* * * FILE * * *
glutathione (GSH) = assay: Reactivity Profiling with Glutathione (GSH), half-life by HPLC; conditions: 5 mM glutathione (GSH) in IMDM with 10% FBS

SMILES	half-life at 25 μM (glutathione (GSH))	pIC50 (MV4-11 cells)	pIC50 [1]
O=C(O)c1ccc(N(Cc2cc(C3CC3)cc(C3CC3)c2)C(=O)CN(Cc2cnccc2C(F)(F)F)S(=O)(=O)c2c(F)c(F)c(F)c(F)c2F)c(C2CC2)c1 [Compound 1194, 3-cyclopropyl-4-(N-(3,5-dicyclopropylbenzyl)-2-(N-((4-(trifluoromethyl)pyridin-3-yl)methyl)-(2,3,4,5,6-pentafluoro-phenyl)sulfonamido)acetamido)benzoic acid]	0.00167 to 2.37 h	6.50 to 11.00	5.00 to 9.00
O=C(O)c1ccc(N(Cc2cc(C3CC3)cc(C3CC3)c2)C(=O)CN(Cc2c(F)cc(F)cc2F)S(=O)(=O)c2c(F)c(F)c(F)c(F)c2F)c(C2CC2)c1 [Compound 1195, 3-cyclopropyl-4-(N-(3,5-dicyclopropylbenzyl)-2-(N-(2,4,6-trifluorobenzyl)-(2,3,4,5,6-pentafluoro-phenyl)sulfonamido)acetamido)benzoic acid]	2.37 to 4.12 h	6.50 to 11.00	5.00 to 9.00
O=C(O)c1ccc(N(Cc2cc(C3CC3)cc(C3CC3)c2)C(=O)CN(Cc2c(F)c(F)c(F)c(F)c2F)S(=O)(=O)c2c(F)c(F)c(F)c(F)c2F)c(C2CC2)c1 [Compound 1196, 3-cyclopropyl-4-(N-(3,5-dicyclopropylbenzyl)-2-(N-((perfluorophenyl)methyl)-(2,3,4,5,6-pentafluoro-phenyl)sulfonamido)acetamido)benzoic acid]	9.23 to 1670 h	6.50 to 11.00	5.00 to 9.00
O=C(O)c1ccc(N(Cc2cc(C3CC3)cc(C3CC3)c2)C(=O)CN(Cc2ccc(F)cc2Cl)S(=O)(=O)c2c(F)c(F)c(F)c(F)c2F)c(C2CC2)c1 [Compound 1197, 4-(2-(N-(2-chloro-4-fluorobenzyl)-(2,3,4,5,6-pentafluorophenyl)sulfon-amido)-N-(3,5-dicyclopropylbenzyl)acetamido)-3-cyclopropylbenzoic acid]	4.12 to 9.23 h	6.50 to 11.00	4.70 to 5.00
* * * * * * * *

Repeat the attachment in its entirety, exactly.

glutathione (GSH) = assay: Reactivity Profiling with Glutathione (GSH), half-life by HPLC; conditions: 5 mM glutathione (GSH) in IMDM with 10% FBS

SMILES	half-life at 25 μM (glutathione (GSH))	pIC50 (MV4-11 cells)	pIC50 [1]
O=C(O)c1ccc(N(Cc2cc(C3CC3)cc(C3CC3)c2)C(=O)CN(Cc2cnccc2C(F)(F)F)S(=O)(=O)c2c(F)c(F)c(F)c(F)c2F)c(C2CC2)c1 [Compound 1194, 3-cyclopropyl-4-(N-(3,5-dicyclopropylbenzyl)-2-(N-((4-(trifluoromethyl)pyridin-3-yl)methyl)-(2,3,4,5,6-pentafluoro-phenyl)sulfonamido)acetamido)benzoic acid]	0.00167 to 2.37 h	6.50 to 11.00	5.00 to 9.00
O=C(O)c1ccc(N(Cc2cc(C3CC3)cc(C3CC3)c2)C(=O)CN(Cc2c(F)cc(F)cc2F)S(=O)(=O)c2c(F)c(F)c(F)c(F)c2F)c(C2CC2)c1 [Compound 1195, 3-cyclopropyl-4-(N-(3,5-dicyclopropylbenzyl)-2-(N-(2,4,6-trifluorobenzyl)-(2,3,4,5,6-pentafluoro-phenyl)sulfonamido)acetamido)benzoic acid]	2.37 to 4.12 h	6.50 to 11.00	5.00 to 9.00
O=C(O)c1ccc(N(Cc2cc(C3CC3)cc(C3CC3)c2)C(=O)CN(Cc2c(F)c(F)c(F)c(F)c2F)S(=O)(=O)c2c(F)c(F)c(F)c(F)c2F)c(C2CC2)c1 [Compound 1196, 3-cyclopropyl-4-(N-(3,5-dicyclopropylbenzyl)-2-(N-((perfluorophenyl)methyl)-(2,3,4,5,6-pentafluoro-phenyl)sulfonamido)acetamido)benzoic acid]	9.23 to 1670 h	6.50 to 11.00	5.00 to 9.00
O=C(O)c1ccc(N(Cc2cc(C3CC3)cc(C3CC3)c2)C(=O)CN(Cc2ccc(F)cc2Cl)S(=O)(=O)c2c(F)c(F)c(F)c(F)c2F)c(C2CC2)c1 [Compound 1197, 4-(2-(N-(2-chloro-4-fluorobenzyl)-(2,3,4,5,6-pentafluorophenyl)sulfon-amido)-N-(3,5-dicyclopropylbenzyl)acetamido)-3-cyclopropylbenzoic acid]	4.12 to 9.23 h	6.50 to 11.00	4.70 to 5.00